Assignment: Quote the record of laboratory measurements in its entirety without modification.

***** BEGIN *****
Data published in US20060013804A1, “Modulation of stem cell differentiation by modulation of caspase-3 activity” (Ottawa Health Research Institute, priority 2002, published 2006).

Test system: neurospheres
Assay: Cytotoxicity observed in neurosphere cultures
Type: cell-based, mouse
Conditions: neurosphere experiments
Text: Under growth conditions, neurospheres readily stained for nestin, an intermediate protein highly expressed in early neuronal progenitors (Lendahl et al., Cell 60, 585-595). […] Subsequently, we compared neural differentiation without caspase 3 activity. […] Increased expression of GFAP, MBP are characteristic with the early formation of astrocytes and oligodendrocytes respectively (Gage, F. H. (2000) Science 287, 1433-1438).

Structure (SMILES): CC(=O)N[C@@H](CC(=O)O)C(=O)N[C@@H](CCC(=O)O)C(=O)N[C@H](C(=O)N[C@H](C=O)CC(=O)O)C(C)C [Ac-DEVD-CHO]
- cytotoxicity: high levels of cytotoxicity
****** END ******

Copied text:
Data published in US20060013804A1, “Modulation of stem cell differentiation by modulation of caspase-3 activity” (Ottawa Health Research Institute, priority 2002, published 2006).

Test system: neurospheres
Assay: Cytotoxicity observed in neurosphere cultures
Type: cell-based, mouse
Conditions: neurosphere experiments
Text: Under growth conditions, neurospheres readily stained for nestin, an intermediate protein highly expressed in early neuronal progenitors (Lendahl et al., Cell 60, 585-595). […] Subsequently, we compared neural differentiation without caspase 3 activity. […] Increased expression of GFAP, MBP are characteristic with the early formation of astrocytes and oligodendrocytes respectively (Gage, F. H. (2000) Science 287, 1433-1438).

Structure (SMILES): CC(=O)N[C@@H](CC(=O)O)C(=O)N[C@@H](CCC(=O)O)C(=O)N[C@H](C(=O)N[C@H](C=O)CC(=O)O)C(C)C [Ac-DEVD-CHO]
- cytotoxicity: high levels of cytotoxicity